What’s It Like To Ski All of Colorado’s 54 14er’s? A Chat with Brittany Konsella.

By Wendy Clinch •  Updated: 06/03/14 •  8 min read

One of the coolest things about TheSkiDiva is the variety of women you can find on the forum. We have everyone from beginners to experts, from women who ski every day to those who only go a few times a year. And while each of us is remarkable in our own way, I couldn’t help but be awed by the accomplishment of one of our more recent members: Brittany Konsella is the second woman to have skied all fifty-four of Colorado’s 14ers (mountains over 14,000 feet high). A high school math and science teacher by day and a skier, well, also by day but when she’s not teaching, Brittany started her quest in 2006 and finished it five years later. I recently had the pleasure of speaking to her about it.

SD: How’d you get started? And what inspired you?
BK: I competed in freestyle skiing for a number of years, and when I quit I was looking for something else to do with the sport. I got into backcountry skiing, and when Chris Davenport made it his mission to ski all of Colorado’s 14ers, that inspired me to get started. At the time I didn’t know of any other women who were doing this, but I thought it was a good goal. And I got some important encouragement. I had a really good ski partner who was a solid backcountry skier and had been on some of the harder 14ers, and I asked him if he thought I could do it. He said definitely. I don’t think I would have even tried if he hadn’t said that.

SD: How’d you prepare?
BK: Skiing 14ers isn’t that different from skiing the other mountains around here. Some of them are just a little bigger. So no, I didn’t do anything special to prepare.

SD: How many did you do the first year?
BK: The first year I did seven, the next two years I did 23, then 22.

SD: How’d you decide which ones to do next?
BK: I started with some of the easier ones and worked my way up to the harder. And I watched conditions throughout the state – the snow and the weather. Other times it was just a matter of making sure the avy danger wasn’t bad, as well.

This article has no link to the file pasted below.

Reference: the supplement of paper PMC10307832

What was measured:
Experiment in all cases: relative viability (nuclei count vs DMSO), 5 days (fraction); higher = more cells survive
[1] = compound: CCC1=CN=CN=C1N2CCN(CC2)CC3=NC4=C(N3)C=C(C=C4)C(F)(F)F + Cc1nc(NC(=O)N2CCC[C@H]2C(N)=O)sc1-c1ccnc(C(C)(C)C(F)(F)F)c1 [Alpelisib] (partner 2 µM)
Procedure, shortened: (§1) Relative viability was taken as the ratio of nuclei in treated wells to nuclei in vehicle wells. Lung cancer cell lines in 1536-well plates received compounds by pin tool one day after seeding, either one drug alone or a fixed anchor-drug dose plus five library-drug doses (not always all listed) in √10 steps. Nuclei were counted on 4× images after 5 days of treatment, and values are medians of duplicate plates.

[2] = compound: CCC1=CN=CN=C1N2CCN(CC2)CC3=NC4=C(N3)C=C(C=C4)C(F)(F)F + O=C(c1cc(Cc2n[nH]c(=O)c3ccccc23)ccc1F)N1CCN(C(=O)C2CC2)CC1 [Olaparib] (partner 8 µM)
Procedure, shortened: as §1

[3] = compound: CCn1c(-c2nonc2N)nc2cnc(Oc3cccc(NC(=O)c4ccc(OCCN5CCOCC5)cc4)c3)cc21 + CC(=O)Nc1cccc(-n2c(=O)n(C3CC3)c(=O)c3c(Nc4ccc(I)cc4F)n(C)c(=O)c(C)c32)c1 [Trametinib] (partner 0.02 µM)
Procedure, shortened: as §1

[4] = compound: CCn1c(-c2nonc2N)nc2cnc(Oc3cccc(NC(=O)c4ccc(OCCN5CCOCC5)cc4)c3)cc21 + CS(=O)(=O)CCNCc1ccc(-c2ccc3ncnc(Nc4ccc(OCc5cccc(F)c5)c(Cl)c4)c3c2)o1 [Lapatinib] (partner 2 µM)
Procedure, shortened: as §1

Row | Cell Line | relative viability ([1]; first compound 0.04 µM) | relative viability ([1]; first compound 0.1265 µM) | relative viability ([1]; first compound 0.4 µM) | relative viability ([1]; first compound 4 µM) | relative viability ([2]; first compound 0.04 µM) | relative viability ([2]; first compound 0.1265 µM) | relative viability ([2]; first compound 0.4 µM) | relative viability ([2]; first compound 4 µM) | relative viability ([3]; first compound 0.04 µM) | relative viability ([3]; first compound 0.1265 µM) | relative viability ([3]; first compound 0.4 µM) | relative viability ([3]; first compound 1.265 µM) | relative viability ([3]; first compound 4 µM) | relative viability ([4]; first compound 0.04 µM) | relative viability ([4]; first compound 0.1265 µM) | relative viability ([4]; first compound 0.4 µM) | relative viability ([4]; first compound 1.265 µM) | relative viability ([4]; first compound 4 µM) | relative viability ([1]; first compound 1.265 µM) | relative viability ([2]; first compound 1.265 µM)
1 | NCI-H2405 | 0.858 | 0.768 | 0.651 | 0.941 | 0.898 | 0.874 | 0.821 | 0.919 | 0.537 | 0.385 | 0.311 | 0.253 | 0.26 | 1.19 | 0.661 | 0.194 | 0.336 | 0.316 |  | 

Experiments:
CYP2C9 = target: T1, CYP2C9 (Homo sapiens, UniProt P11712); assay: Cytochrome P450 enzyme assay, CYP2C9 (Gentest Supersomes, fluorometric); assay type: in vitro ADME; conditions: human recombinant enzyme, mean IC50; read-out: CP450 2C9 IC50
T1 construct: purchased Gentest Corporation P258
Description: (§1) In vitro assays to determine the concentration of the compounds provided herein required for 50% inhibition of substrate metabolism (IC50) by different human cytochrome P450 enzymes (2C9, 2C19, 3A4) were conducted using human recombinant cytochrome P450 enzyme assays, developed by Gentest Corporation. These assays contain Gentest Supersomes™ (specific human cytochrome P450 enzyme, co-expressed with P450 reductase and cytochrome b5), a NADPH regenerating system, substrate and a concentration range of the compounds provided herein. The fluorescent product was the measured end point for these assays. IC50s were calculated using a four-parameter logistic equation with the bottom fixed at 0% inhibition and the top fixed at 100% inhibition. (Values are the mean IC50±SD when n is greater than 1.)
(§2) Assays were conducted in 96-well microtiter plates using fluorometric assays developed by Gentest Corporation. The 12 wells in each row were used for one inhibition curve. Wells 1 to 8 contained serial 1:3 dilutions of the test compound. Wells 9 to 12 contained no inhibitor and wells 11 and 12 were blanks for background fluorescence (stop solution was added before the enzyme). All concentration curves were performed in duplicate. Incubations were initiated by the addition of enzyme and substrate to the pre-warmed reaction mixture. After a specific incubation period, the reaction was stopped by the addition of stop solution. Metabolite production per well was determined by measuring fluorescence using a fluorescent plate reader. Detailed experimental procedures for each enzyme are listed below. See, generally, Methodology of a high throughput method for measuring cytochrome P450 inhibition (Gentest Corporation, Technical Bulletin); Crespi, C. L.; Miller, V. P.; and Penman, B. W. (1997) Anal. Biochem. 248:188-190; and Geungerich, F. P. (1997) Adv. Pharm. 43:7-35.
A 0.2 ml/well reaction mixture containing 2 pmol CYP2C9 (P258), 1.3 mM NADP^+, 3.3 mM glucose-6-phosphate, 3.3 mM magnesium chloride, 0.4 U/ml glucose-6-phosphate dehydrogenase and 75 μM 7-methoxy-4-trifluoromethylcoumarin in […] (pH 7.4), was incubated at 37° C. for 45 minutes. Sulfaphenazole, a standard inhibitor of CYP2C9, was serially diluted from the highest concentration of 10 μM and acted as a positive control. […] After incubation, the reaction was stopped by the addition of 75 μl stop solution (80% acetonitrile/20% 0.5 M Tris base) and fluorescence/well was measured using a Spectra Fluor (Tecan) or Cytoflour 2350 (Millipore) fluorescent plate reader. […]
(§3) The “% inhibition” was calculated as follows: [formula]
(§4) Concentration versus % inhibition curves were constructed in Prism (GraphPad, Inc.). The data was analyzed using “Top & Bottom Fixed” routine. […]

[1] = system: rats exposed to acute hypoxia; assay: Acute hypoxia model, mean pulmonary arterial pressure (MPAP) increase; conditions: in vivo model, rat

SD: Did you go alone or with friends?
BK: I went with friends, but then I ended up going with my boyfriend, who then became my husband. We met during the first year of my project, after I’d already started. I found out there was this other guy who’d skied one of the other 14ers, and we ended up skiing together. Then we started dating, and he became my main 14er partner. We skied over 30 together. And though he first said he wasn’t interested in doing them all, he ended up skiing a lot of them without me.

SD: What about gear? What did you use?
BK: For skis, I primarily used various versions of the Volkl Mantra. A lot of people tend to use lighter skis in the backcountry, but I like skis that are stiff and can drive through variable snow conditions. I had a pair of skis that were light for a little while, and I summited Crestone Peak with them. Conditions were really icy, which is something I usually excel at. But in this case, the skis were too soft, and not at all torsionally stiff. Frankly, I was terrified skiing those conditions on those skis. I sold them the next week.

I skied the 14ers before rocker really took off. Now I’m a rocker addict and I really love my Black Diamond Amperage. They’re the best backcountry ski I’ve ever owned, and they’re great at the ski area, too.

For boots, I started off with the Garmont SheRides. That was the stiffest AT boot they made at the time, but coming from a Lange World Cup Race boot, I might as well have been wearing Sorels! I didn’t really like them, but I got them to work until I got my Scarpa Divas. I liked those quite a bit, but I still wanted stiffer.  Since finishing my 14ers, I’ve finally found happiness with my Black Diamond Shivas. They’re a great stiff boot, but light and comfortable enough to have on long backcountry expeditions.